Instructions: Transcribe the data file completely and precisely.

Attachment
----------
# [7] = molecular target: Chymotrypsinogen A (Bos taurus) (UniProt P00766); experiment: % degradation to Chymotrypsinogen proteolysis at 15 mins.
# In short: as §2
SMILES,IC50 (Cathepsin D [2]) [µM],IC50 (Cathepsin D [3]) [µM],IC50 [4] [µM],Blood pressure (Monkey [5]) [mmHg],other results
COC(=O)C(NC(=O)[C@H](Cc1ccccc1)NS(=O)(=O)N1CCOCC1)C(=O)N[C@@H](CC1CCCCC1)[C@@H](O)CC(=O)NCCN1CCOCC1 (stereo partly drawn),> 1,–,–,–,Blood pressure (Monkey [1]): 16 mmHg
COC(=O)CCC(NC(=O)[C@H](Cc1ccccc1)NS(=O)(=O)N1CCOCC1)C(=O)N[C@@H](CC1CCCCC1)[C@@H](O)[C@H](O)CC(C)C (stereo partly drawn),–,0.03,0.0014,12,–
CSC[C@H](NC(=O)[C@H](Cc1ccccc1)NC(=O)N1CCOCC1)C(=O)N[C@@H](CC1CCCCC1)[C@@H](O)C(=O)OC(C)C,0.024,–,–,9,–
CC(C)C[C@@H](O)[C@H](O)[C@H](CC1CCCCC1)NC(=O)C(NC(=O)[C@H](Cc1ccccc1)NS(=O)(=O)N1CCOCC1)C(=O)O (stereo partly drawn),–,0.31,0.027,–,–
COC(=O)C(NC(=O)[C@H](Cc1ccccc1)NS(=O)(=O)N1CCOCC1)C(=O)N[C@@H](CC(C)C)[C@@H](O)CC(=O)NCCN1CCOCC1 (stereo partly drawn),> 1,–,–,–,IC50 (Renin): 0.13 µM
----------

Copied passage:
# [7] = molecular target: Chymotrypsinogen A (Bos taurus) (UniProt P00766); experiment: % degradation to Chymotrypsinogen proteolysis at 15 mins.
# In short: as §2
SMILES,IC50 (Cathepsin D [2]) [µM],IC50 (Cathepsin D [3]) [µM],IC50 [4] [µM],Blood pressure (Monkey [5]) [mmHg],other results
COC(=O)C(NC(=O)[C@H](Cc1ccccc1)NS(=O)(=O)N1CCOCC1)C(=O)N[C@@H](CC1CCCCC1)[C@@H](O)CC(=O)NCCN1CCOCC1 (stereo partly drawn),> 1,–,–,–,Blood pressure (Monkey [1]): 16 mmHg
COC(=O)CCC(NC(=O)[C@H](Cc1ccccc1)NS(=O)(=O)N1CCOCC1)C(=O)N[C@@H](CC1CCCCC1)[C@@H](O)[C@H](O)CC(C)C (stereo partly drawn),–,0.03,0.0014,12,–
CSC[C@H](NC(=O)[C@H](Cc1ccccc1)NC(=O)N1CCOCC1)C(=O)N[C@@H](CC1CCCCC1)[C@@H](O)C(=O)OC(C)C,0.024,–,–,9,–
CC(C)C[C@@H](O)[C@H](O)[C@H](CC1CCCCC1)NC(=O)C(NC(=O)[C@H](Cc1ccccc1)NS(=O)(=O)N1CCOCC1)C(=O)O (stereo partly drawn),–,0.31,0.027,–,–
COC(=O)C(NC(=O)[C@H](Cc1ccccc1)NS(=O)(=O)N1CCOCC1)C(=O)N[C@@H](CC(C)C)[C@@H](O)CC(=O)NCCN1CCOCC1 (stereo partly drawn),> 1,–,–,–,IC50 (Renin): 0.13 µM